25 Chorales for Four Trumpets (J.S. Bach)

BQ-136Ajpg.jpg
BQ-136Ajpg.jpg

25 Chorales for Four Trumpets (J.S. Bach)

9.95

Johann Sebastian Bach

arranged by Alan Wenger

Twenty-five Chorales
Arranged for Four Trumpets

25 Chorales harmonized by Johann Sebastian Bach are here arranged for four trumpets by Alan Wenger. The are presented in score form so that all players can see what is going on in every other part. This means that you will probably want to have two books for four players as four people looking at one book or one iPad screen is not practical. This will be a great value to the trumpet studio class.  (BQ-136)

Prof. Wenger has numerous excellent suggestions as to how to use these wonderful works to best teaching advantage: 

General Notes

  • Because of the relatively narrow range of the trumpet and because my intention was to create arrangements primarily in the middle to low register, I have used octave displacement in the tenor and bass lines. Because of this, there are voice crossings in those parts as well as inevitable chord inversions that vary from Bach’s original orchestration. 
  • All chorales are notated in the original key, but can be played on any 4 instruments of the same pitch (i.e. Bb trumpet, C trumpet, etc.). Additionally, the chorales can and should be transposed to other keys as an additional challenge.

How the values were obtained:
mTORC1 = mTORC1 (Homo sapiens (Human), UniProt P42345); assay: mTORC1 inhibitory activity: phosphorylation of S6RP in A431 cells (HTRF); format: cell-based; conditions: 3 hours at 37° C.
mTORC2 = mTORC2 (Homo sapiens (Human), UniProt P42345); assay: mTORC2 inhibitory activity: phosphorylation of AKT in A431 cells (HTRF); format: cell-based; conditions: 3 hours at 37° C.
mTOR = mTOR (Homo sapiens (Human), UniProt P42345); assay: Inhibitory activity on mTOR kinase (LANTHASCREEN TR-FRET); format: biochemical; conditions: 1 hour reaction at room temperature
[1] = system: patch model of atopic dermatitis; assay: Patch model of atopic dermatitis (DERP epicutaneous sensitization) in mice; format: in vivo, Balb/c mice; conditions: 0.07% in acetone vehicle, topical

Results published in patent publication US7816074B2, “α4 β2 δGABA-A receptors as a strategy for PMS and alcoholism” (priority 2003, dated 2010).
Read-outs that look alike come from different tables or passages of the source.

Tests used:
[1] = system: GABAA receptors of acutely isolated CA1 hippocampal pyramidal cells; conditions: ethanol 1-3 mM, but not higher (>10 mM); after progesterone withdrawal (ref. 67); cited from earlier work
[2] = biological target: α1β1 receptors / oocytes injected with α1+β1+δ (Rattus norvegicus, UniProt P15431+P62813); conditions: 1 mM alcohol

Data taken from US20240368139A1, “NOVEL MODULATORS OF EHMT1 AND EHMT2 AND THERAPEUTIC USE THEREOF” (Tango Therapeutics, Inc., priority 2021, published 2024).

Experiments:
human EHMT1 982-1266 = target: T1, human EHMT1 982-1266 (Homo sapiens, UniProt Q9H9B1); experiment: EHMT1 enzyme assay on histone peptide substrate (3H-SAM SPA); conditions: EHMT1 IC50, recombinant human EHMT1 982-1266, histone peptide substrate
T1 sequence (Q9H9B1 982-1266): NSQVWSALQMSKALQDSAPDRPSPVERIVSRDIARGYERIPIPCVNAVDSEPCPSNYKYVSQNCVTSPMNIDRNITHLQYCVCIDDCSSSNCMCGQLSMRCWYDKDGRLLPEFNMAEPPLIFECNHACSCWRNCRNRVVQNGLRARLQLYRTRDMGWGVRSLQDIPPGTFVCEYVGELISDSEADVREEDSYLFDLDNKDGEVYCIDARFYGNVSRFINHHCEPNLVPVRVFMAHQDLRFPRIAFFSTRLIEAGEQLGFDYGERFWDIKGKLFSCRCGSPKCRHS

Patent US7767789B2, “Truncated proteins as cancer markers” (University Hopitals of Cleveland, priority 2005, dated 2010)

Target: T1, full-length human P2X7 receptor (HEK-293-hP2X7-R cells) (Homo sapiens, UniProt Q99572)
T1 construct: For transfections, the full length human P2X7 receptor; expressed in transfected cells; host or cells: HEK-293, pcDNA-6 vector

• Dynamics are intentionally omitted to give the players freedom in making their own musical decisions and further enhancing ensemble skills.
  • Parts can be doubled for larger groups of players.

Practice Suggestions for Intonation

  • Practice parts in unison (i.e. all players play the soprano line, bass line, etc.).
  • Buzz unison parts on the mouthpiece (and/or sing them). This further develops the ear and makes players listen even more carefully to each other. For an added challenge, buzz the chorale with all the parts!
  • Practice the soprano and bass lines together - these two voices form the framework for the harmonies created by the other two voices.
  • When good intonation is achieved by playing the outer two voices, add the alto and tenor voices (these two voices can also be played/buzzed/sung in unison first).

Practice Suggestions for Ensemble Development

  • Vary dynamics with each phrase or repetition. Dynamics can be discussed ahead of time or simply determined in performance by a designated leader.
  • Tempos (and duration of fermatas) can be varied with each phrase. While this will not create an “authentic” performance, it serves as an effective tool in developing listening skills.
  • Players can switch voices at each phrase by dropping down one voice (person playing bass line moves up to soprano). The goal should be to keep the timbre of the ensemble identical regardless of who is playing any given part.
    -- Alan Wenger
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